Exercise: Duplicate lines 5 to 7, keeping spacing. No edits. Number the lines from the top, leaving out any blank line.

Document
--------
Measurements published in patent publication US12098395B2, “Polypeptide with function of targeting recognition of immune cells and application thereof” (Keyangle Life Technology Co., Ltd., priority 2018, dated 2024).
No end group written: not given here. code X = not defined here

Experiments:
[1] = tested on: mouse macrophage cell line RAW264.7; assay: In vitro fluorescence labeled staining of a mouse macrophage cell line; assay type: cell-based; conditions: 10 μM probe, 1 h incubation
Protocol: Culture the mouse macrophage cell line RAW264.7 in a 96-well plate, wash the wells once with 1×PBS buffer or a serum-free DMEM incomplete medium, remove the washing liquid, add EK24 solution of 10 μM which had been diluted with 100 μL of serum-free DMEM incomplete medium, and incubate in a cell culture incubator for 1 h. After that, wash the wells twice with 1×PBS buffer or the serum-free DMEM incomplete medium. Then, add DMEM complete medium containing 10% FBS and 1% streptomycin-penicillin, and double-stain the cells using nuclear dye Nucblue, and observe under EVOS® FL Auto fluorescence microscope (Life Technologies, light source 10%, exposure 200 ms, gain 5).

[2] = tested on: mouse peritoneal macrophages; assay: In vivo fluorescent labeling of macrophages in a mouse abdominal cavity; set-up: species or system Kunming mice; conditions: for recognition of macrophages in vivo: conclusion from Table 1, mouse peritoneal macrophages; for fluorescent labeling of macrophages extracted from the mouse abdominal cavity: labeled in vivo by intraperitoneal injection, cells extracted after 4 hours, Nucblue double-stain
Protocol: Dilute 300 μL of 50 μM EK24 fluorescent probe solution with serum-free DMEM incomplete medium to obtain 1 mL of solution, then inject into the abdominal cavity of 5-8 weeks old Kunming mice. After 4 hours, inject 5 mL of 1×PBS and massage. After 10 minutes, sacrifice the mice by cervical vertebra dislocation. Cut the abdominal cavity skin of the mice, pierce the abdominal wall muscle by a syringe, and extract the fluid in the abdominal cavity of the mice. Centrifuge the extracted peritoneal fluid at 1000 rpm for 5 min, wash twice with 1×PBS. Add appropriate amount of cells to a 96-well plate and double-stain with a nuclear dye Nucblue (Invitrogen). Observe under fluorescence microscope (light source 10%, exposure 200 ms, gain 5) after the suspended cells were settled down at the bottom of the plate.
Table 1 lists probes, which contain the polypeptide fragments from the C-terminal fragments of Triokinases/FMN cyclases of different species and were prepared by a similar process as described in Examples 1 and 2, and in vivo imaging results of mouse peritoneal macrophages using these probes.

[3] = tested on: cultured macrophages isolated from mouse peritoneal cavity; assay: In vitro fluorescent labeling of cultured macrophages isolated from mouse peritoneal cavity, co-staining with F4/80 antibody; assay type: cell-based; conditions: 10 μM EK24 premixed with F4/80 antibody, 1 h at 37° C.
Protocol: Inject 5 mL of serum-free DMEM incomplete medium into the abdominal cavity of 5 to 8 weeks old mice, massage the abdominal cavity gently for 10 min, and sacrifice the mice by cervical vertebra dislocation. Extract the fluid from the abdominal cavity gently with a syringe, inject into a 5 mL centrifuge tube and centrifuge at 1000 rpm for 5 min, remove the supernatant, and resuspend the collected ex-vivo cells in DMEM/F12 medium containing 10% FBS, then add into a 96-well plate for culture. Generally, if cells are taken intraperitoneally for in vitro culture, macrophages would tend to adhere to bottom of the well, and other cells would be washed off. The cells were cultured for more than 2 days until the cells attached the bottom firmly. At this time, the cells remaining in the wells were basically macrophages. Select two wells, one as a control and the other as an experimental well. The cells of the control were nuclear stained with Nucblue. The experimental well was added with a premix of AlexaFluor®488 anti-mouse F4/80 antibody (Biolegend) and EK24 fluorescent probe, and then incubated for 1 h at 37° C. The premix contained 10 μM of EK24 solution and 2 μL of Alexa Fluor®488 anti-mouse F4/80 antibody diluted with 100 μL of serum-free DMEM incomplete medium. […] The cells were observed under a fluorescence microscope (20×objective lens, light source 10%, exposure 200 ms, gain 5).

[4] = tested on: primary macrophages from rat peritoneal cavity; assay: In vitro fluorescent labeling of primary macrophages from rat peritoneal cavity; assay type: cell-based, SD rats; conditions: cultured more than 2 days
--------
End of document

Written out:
Protocol: Culture the mouse macrophage cell line RAW264.7 in a 96-well plate, wash the wells once with 1×PBS buffer or a serum-free DMEM incomplete medium, remove the washing liquid, add EK24 solution of 10 μM which had been diluted with 100 μL of serum-free DMEM incomplete medium, and incubate in a cell culture incubator for 1 h. After that, wash the wells twice with 1×PBS buffer or the serum-free DMEM incomplete medium. Then, add DMEM complete medium containing 10% FBS and 1% streptomycin-penicillin, and double-stain the cells using nuclear dye Nucblue, and observe under EVOS® FL Auto fluorescence microscope (Life Technologies, light source 10%, exposure 200 ms, gain 5).

[2] = tested on: mouse peritoneal macrophages; assay: In vivo fluorescent labeling of macrophages in a mouse abdominal cavity; set-up: species or system Kunming mice; conditions: for recognition of macrophages in vivo: conclusion from Table 1, mouse peritoneal macrophages; for fluorescent labeling of macrophages extracted from the mouse abdominal cavity: labeled in vivo by intraperitoneal injection, cells extracted after 4 hours, Nucblue double-stain
Protocol: Dilute 300 μL of 50 μM EK24 fluorescent probe solution with serum-free DMEM incomplete medium to obtain 1 mL of solution, then inject into the abdominal cavity of 5-8 weeks old Kunming mice. After 4 hours, inject 5 mL of 1×PBS and massage. After 10 minutes, sacrifice the mice by cervical vertebra dislocation. Cut the abdominal cavity skin of the mice, pierce the abdominal wall muscle by a syringe, and extract the fluid in the abdominal cavity of the mice. Centrifuge the extracted peritoneal fluid at 1000 rpm for 5 min, wash twice with 1×PBS. Add appropriate amount of cells to a 96-well plate and double-stain with a nuclear dye Nucblue (Invitrogen). Observe under fluorescence microscope (light source 10%, exposure 200 ms, gain 5) after the suspended cells were settled down at the bottom of the plate.